If there is any potential bright spot in this matter, it is Netanyahu’s commitment to form a ministerial committee, which he would head, to deal with “settler affairs.”  Theoretically, this would remove some of the authority from Defense Minister Barak with regard to building in Judea and Samaria.  But how constructive this will be depends on the composition of the committee and the mandate it is given.


I have alluded before to the diverse opinions — diverse enough to make one a bit crazy — with regard to what powers will ultimately hold sway in a very volatile Egypt. 

Here I share the latest from the GLORIA Center and Barry Rubin:
“The Egyptian Supreme Constitutional Court has just invalidated the parliamentary election there. The parliament, 75 percent of whose members were Islamists, is being dissolved. The military junta has taken over total authority. The presidential election is still scheduled for a few dozen hours from now.

In short, everything is confused and everything is a mess. All calculations are thrown to the wind. What this appears to be is a new military coup. What is the underlying theme? The armed forces concluded that an Islamist takeover was so dangerous for Egypt and for its own interests that it is better to risk civil war, a bloodbath, and tremendous unpopularity than to remain passive and turn over power. I believe this decision was made very reluctantly and not out of some lust for power by the generals. They have decided that they had no choice.”  (Emphasis added)



A military junta is the best that Israel can hope for.  Beats the Brotherhood any day, and actually promises greater stability and relative moderation (although not democracy or great freedoms) for an Egypt tottering on the edge politically and economically.  An Egypt that descends into radicalized chaos is a threat to an already turmoiled Middle East.

All political pundits have their wins and their losses over time, but I find this particularly interesting in one regard:  all along, Daniel Pipes, in the face of looming dominance by the Brotherhood, insisted that the military in Egypt would not lose control — insisting this even as many others, including Rubin, insisted otherwise.

The end, upon which a great deal rests, is still to come.  But right now it’s hats off to Pipes.


Please see a very significant piece by Guiulio Meotti, a journalist with Il Foglio — “The Last Days of Jews in the Islamicized Europe” (Emphasis added):

“…Rome’s largest synagogue, one of the oldest in the world, today looks like a military outpost, with private guards and policemen at every corner. The Jewish school is also a ‘sterilized area,’ protected by bodyguards and cameras, the windows plumbed with iron grates.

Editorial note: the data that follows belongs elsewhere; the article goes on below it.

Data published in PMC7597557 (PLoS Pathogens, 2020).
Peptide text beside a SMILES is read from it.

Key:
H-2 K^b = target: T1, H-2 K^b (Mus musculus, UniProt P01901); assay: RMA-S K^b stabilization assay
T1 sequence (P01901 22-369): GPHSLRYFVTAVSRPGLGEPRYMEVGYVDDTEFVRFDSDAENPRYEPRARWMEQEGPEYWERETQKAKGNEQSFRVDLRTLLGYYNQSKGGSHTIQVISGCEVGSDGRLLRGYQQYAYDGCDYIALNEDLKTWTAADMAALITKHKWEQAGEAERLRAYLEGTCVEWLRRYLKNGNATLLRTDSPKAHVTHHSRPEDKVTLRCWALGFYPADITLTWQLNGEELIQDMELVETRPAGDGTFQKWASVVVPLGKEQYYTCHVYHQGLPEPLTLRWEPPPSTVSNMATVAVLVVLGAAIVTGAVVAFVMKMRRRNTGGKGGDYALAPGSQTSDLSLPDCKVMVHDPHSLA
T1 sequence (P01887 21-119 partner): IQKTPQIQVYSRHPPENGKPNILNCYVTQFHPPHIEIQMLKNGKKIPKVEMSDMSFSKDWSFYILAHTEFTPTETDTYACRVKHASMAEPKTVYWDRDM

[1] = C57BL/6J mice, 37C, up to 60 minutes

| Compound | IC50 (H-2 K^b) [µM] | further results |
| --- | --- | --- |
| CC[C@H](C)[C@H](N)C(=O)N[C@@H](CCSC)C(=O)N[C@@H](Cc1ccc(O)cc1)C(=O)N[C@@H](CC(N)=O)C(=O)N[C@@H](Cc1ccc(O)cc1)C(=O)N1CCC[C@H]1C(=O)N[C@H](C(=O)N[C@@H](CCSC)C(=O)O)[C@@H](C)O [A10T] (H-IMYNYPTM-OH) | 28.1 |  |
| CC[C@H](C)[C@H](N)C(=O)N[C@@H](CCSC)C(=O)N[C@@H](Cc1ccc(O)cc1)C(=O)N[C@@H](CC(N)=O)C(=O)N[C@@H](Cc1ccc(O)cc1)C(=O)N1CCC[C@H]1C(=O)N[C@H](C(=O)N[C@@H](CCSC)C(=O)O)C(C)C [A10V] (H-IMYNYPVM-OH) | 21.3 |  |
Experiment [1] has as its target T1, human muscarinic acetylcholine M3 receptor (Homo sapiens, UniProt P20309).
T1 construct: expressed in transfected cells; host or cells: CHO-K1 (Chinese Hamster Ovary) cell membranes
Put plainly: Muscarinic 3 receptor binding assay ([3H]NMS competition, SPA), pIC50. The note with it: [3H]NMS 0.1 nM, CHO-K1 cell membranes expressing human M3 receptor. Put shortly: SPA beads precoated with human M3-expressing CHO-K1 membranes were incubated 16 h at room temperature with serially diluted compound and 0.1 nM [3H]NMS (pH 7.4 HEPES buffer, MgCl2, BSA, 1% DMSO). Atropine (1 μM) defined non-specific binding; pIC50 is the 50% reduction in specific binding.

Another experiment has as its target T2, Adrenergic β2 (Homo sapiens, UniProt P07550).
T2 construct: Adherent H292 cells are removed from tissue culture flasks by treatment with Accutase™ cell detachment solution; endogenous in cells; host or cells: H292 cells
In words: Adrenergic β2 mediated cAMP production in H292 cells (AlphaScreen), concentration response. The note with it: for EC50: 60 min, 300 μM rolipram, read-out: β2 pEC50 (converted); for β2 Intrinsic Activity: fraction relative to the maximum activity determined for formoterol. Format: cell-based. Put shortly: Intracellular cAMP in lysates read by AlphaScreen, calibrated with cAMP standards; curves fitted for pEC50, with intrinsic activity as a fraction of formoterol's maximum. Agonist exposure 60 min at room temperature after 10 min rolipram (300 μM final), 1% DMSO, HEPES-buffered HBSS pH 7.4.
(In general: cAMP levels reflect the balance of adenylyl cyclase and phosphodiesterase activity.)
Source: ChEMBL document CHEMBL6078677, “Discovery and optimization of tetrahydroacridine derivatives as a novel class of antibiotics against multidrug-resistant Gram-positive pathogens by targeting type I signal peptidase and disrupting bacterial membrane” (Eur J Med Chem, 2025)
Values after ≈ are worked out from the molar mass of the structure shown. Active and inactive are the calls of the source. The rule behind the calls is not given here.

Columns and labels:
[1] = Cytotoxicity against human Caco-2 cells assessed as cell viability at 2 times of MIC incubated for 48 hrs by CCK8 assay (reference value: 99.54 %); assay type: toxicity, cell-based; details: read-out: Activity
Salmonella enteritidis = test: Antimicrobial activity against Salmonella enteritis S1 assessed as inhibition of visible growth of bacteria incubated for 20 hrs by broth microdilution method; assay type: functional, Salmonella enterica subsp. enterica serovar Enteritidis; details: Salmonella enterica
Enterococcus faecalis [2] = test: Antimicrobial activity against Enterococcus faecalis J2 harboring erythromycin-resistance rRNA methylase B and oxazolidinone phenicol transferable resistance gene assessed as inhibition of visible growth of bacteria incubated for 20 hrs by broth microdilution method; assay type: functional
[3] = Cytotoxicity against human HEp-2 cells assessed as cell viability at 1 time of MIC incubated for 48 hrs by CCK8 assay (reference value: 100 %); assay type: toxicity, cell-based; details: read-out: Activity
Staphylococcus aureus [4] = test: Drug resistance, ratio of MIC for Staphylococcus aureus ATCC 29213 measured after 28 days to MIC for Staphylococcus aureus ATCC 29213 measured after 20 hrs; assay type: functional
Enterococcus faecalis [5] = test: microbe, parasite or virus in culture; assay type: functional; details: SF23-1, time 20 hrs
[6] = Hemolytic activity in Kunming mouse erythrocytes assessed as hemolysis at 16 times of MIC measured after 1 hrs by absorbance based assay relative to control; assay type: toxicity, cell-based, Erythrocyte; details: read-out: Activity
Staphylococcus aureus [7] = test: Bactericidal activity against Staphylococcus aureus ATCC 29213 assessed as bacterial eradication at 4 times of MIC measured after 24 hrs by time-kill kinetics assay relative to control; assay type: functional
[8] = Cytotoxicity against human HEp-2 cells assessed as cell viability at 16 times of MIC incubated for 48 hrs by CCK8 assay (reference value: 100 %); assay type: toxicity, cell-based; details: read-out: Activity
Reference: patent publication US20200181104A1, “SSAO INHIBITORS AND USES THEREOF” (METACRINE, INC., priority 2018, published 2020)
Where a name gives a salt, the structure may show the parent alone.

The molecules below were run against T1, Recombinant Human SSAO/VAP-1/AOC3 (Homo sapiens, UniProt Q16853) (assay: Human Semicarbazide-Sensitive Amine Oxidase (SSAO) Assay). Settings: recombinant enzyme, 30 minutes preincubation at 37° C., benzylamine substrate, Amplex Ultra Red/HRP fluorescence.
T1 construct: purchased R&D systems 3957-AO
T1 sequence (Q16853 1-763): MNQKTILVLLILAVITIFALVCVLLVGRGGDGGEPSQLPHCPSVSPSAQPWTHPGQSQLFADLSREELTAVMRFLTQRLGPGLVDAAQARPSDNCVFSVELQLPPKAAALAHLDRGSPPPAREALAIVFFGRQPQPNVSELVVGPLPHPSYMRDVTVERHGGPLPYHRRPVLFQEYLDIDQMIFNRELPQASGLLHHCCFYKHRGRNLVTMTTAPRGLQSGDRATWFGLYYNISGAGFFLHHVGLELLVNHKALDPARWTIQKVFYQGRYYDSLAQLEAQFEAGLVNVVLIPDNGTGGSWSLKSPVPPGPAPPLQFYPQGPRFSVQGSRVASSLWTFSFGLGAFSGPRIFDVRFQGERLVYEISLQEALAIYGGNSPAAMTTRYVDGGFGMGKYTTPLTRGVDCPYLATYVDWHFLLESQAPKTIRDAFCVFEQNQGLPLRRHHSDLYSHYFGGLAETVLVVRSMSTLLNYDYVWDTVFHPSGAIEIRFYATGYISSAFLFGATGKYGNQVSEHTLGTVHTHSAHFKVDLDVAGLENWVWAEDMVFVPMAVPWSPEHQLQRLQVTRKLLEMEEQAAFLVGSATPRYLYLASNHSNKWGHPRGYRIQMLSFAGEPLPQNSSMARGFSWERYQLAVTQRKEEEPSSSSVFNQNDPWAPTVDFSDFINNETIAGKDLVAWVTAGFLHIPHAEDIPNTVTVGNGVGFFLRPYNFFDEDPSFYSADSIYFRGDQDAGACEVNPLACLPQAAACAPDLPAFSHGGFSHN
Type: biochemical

“… more than 90 anti-Semitic incidents took place in France only in the 10 days that followed the shooting [in Toulouse], which left four people dead. In total, 148 anti-Semitic incidents were recorded in March and April. It’s an anti-Semitic pandemonium totally silenced by the European media.

“…All the recent polls say that a third of Europeans show very high levels of anti-Semitism, while over half of Europeans view the State of Israel as ‘the greatest threat to world peace.’

“…The President of Austria’s Israelite Community, Ariel Muzicant, warns that the Jewish Community is also dying out:…In Sweden, a country described by The Guardian as ‘the greatest success the world has known,’ Jews are leaving big cities such as Malmö…in order to escape anti-Semitic attacks.

“Sixty percent of Dutch Jews are ready to pack up and leave the country. The cause is a boom of Islamic anti-Semitism in the famous multicultural Netherlands.

Jews are fleeing Antwerp, the city in Belgium once proudly called ‘the Northern Jerusalem.’ Last autumn, the ancient synagogue of Weesp became the first synagogue in Europe since the Second World War to cancel Shabbat services due to threats to the safety of the faithful.

“Today anti-Semitic inscriptions are being drawn on building walls in Marseille, Nottingham, Paris, Madrid, Amsterdam, Berlin, Kiev, Barcelona and Rome. Jewish cemeteries are daily ransacked and Jews are attacked on the streets if they wear the kippahs.

Europe is again approaching, as many prefer to avert their eyes, the horrible paroxysm of Jew-hatred that plunged the continent into its [Twentieth Century] abyss…”


We cannot afford to ignore this phenomenon or its implications.


Much, much more to come in the days ahead.  I am, I must report, glad to be back to this writing. 



© Arlene Kushner. This material is produced by Arlene Kushner, functioning as an independent journalist. Permission is granted for it to be reproduced only with proper attribution.